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A community's ability to recover from a disaster reflects the strength of its underlying functioning. 'Resilience Strategies' from cities around the world being released under the Rockefeller Foundation’s 100 Resilient Cities program have a consistent message: inequality undermines the social cohesion necessary to create resilient communities.
Family violence devastates families and communities across Australia. One in six Australian women have experienced physical or sexual violence and one in three have experienced emotional abuse from a current or previous partner since the age of 15.1 Family violence causes serious social, economic and health consequences for women, their children, and the broader community. Family violence is gendered in nature, overwhelmingly being perpetrated by men against women.2 Gender inequality and a belief in rigid gender roles are key determinants of violence against women, along with attitudes, behaviours, practices and systems that justify, excuse, trivialise or downplay violence against women. The Victorian Council of Social Service (VCOSS) welcomes the opportunity to provide this submission to the Federal Parliament’s Inquiry into Domestic Violence and Gender Inequality. In this submission VCOSS uses the term family violence, rather than domestic violence. This reflects our understanding that family violence is a broader term, encompassing violence between family members, as well as violence between intimate partners, and is particularly relevant in the context of Aboriginal women and children.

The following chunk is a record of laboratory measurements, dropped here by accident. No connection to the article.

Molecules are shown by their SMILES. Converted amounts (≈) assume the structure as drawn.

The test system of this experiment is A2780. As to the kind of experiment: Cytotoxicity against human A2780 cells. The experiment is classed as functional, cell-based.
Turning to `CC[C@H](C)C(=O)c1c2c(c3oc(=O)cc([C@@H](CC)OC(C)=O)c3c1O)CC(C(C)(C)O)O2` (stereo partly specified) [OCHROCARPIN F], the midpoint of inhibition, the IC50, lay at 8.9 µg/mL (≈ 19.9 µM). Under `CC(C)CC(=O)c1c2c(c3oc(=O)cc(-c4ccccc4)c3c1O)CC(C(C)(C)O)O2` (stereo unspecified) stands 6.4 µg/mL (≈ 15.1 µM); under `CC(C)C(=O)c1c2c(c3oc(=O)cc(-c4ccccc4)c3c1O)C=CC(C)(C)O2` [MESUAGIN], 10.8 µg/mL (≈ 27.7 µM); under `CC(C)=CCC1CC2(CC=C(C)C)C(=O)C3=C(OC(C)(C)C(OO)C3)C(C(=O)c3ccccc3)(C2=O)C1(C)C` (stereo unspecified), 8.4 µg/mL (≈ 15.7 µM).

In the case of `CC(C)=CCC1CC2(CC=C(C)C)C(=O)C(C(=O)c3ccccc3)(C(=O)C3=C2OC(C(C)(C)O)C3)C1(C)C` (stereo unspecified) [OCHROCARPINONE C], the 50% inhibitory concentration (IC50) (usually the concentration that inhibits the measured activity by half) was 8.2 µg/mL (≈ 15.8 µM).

In this blog, VCOSS summarises some of the key funding and policy initiatives announced in today’s package, responding to the Royal Commission into Family Violence.
In its response to the Royal Commission into Family Violence, VCOSS called the report “a landmark moment and a turning point in addressing the scourge of family violence in Victoria”. VCOSS summarises some of the major recommendations contained in the report of the Royal Commission.
The economic costs of increased health-related, employment and community costs following a natural disaster are examined for the first time in a new report, The Economic Cost of the Social Impact of Natural Disasters.